Figure 2: Categorization of Radioactive Sources.

What we learn from Fukushima

The Fukushima Daiichi nuclear disaster was a series of equipment failures, nuclear meltdowns, and releases of radioactive materials at the Fukushima I Nuclear Power Plant, following the Tohoku earthquake and tsunami on 11 March 2011. The accident at Fukushima Daiichi nuclear power plant in Japan released about 940 PBq (iodine-131 equivalent) of radioactive material, mostly on days 4 to 6 after the tsunami. In May 2013, United Nation Scientific Commission on the Effects of Atomic Radiation (UNSCEAR) reported that “Radiation exposure following the nuclear accident at Fukushima-Daiichi did not cause any immediate health effects. It is unlikely to be able to attribute any health effects in the future among the general public and the vast majority of workers.” The lessons that we should be learned from the accident at Japan’s Fukushima-Daichii nuclear power plant, are that emergency generators should be better protected from flooding and other extreme natural events and that increasing the spacing between reactors at the same site would help prevent an incident at one reactor from damaging others nearby. The result from that event we should strengthen capabilities for assessing risks from events that could challenge the design of structures and components which lead to a loss of critical safety functions. The emergency response organizations should examine and, as needed, revise their emergency response plans, including the balance among protective actions, to enable effective responses to severe nuclear accidents. We should maintain and continuously monitor a strong nuclear safety culture in our safety-related activities and should examine opportunities to increase the transparency of and communication about our efforts to assess and improve the safety of the radioactive material. Looking at the causes of the Fukushima nuclear accident, particularly with respect to the performance of safety systems and operator response following the earthquake and tsunami, we should re-evaluate the studies on safety and security of radioactive material and high-level radioactive waste storage, particularly with respect to the safety and security of current storage arrangements and alternative arrangements in which the amount of commercial stored in premises is reduced. Another lesson that can be learned is to improve the radiation sources safety and security regulations, including processes for identifying and applying design-basis events for accidents and terrorist attacks to existing radioactive material storage.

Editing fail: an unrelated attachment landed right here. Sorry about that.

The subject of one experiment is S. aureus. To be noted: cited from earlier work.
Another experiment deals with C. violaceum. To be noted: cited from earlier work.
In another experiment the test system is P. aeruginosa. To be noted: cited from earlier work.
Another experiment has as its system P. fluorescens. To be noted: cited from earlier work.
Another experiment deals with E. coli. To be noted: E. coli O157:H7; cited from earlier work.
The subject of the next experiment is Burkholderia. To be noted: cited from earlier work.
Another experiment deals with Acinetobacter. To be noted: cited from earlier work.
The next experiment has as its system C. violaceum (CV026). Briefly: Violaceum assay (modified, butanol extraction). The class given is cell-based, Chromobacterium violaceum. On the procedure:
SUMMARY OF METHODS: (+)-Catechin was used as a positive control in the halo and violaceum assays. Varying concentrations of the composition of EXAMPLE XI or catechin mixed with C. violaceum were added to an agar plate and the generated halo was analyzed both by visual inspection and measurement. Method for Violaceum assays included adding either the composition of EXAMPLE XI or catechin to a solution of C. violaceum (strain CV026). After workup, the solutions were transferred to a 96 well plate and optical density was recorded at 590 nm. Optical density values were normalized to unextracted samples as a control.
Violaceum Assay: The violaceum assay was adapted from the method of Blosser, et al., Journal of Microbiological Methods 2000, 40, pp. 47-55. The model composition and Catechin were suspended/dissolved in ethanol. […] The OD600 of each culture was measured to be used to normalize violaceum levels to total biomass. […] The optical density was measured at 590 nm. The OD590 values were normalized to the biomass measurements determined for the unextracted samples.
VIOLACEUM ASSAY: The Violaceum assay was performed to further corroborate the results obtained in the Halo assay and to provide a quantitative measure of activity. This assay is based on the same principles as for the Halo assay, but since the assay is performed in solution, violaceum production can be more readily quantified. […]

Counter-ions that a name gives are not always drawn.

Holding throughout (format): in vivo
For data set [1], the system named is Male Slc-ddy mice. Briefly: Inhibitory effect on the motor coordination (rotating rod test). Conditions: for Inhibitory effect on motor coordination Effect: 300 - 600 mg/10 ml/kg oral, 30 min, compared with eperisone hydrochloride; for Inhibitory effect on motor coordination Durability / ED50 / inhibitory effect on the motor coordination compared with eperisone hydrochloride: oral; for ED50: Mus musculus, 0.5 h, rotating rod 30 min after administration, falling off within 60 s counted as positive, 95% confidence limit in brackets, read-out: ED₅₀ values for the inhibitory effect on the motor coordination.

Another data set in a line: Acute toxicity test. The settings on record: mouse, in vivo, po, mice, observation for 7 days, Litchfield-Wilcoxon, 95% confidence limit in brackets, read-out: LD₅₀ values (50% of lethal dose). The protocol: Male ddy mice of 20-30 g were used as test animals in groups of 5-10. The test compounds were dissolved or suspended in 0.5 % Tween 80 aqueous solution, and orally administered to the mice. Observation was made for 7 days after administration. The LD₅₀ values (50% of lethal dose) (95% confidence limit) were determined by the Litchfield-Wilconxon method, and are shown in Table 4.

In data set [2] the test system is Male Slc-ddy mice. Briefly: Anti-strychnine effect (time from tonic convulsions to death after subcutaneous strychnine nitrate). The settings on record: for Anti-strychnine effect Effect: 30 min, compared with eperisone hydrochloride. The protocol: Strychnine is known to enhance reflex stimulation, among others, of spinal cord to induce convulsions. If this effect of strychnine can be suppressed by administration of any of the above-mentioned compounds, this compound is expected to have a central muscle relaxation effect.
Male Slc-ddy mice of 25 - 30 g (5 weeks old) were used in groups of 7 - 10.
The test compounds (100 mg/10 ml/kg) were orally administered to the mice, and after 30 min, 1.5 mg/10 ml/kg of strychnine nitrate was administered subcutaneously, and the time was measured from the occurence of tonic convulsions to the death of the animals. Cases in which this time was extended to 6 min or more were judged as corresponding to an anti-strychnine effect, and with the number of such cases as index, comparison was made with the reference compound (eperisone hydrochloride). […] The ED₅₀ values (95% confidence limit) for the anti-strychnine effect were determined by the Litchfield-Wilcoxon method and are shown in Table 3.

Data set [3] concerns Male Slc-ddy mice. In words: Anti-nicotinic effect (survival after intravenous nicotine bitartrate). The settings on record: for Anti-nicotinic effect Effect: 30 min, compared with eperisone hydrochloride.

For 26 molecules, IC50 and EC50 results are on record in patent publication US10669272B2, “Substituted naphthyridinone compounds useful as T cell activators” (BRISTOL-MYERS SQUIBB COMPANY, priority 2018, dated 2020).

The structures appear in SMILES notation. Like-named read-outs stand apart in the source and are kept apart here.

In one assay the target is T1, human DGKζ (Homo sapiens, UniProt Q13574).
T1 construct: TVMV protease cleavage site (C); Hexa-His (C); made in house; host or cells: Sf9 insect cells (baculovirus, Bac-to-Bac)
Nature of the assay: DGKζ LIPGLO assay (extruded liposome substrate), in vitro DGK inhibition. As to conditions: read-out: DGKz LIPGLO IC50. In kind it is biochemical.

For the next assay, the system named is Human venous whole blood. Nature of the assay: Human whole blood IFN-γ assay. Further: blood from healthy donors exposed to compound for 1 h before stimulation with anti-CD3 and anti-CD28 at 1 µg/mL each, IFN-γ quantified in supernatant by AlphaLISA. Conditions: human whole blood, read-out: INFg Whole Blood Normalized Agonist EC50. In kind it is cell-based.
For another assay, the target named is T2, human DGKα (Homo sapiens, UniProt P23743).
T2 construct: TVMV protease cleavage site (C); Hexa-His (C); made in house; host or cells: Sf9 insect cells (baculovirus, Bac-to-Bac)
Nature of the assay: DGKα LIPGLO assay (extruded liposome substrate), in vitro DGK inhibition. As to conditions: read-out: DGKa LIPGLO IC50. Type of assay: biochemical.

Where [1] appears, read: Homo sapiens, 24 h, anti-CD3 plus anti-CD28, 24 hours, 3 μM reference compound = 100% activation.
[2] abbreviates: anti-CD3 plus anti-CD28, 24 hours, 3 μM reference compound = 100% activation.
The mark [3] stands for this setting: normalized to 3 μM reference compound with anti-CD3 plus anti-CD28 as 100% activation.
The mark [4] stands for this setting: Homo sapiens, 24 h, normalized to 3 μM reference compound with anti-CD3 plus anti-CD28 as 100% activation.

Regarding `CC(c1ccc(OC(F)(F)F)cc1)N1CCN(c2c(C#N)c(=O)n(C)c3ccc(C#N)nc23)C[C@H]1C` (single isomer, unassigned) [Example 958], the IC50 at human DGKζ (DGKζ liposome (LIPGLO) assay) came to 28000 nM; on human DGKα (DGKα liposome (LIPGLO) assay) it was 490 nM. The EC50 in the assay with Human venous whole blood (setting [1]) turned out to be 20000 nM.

The uses of radiation sources are worldwide, and their applications are nearly universal. Further, accidents involving radiation sources do occur. Some accidents have resulted in serious, even fatal, radiation exposures. When radioactive materials are involved, radioactive contamination of the environment can also occur. The major applications in which most major accidents have occurred are irradiation, industrial radiography, brachytherapy, and teletherapy. Accidents with radiation sources are also a worldwide problem, for example of an accident which happen in Brazil in 1987, and in Thailand in 2000—when unsuspecting scavengers who dismantled old radiotherapy machines exposed themselves and their families to very high doses of radiation. Four of the exposed people died in Brazil, and three in Thailand and more were seriously injured. The cost of cleanup and recovery for their communities was substantial. In 1996 at a hospital in San Jose 114 people received an overdose of radiation from cobalt-60 in therapy, about half suffering from Acute Radiation syndrome (ARS), and 13 died of ARS. Within the radiation protection community, the security of radioactive materials is always an integral part of the normal radiation protection program for radioactive materials. Historically, thefts of radioactive sources or devices are not unknown, but most such thefts were motivated by misguided thoughts on the part of the thieves that the stolen radioactive sources or devices had a monetary value similar to that of metals or specialized equipment. Such motivation for thefts continues today. Unfortunately, when thieves learn that the stolen items cannot be sold, they often discard them in trash or metal scrap, creating radiological risks for people who handle and dispose of trash or process and use recycled metal scrap.

How safe is safe enough?